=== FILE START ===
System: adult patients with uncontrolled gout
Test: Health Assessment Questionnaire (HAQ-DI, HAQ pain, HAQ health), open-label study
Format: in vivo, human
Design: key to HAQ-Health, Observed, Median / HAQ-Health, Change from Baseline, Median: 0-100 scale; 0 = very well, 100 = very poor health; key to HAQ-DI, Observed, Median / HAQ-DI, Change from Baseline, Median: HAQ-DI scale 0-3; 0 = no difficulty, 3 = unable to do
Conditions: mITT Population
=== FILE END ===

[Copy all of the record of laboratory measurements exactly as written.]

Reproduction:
System: adult patients with uncontrolled gout
Test: Health Assessment Questionnaire (HAQ-DI, HAQ pain, HAQ health), open-label study
Format: in vivo, human
Design: key to HAQ-Health, Observed, Median / HAQ-Health, Change from Baseline, Median: 0-100 scale; 0 = very well, 100 = very poor health; key to HAQ-DI, Observed, Median / HAQ-DI, Change from Baseline, Median: HAQ-DI scale 0-3; 0 = no difficulty, 3 = unable to do
Conditions: mITT Population